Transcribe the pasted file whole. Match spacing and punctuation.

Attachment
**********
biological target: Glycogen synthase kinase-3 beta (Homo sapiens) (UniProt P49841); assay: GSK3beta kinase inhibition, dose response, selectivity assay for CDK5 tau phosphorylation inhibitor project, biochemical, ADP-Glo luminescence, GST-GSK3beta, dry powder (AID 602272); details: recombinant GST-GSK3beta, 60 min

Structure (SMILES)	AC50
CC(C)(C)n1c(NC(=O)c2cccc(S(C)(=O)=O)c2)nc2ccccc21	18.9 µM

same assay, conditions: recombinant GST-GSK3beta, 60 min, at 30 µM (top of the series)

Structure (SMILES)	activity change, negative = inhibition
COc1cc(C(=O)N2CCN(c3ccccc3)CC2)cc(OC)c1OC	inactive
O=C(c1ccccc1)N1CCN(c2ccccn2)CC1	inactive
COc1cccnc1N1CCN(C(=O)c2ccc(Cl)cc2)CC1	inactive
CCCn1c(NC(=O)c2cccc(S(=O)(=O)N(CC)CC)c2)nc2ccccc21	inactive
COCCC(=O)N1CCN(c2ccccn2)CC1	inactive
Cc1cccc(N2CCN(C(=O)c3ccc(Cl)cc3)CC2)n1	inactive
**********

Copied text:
biological target: Glycogen synthase kinase-3 beta (Homo sapiens) (UniProt P49841); assay: GSK3beta kinase inhibition, dose response, selectivity assay for CDK5 tau phosphorylation inhibitor project, biochemical, ADP-Glo luminescence, GST-GSK3beta, dry powder (AID 602272); details: recombinant GST-GSK3beta, 60 min

Structure (SMILES)	AC50
CC(C)(C)n1c(NC(=O)c2cccc(S(C)(=O)=O)c2)nc2ccccc21	18.9 µM

same assay, conditions: recombinant GST-GSK3beta, 60 min, at 30 µM (top of the series)

Structure (SMILES)	activity change, negative = inhibition
COc1cc(C(=O)N2CCN(c3ccccc3)CC2)cc(OC)c1OC	inactive
O=C(c1ccccc1)N1CCN(c2ccccn2)CC1	inactive
COc1cccnc1N1CCN(C(=O)c2ccc(Cl)cc2)CC1	inactive
CCCn1c(NC(=O)c2cccc(S(=O)(=O)N(CC)CC)c2)nc2ccccc21	inactive
COCCC(=O)N1CCN(c2ccccn2)CC1	inactive
Cc1cccc(N2CCN(C(=O)c3ccc(Cl)cc3)CC2)n1	inactive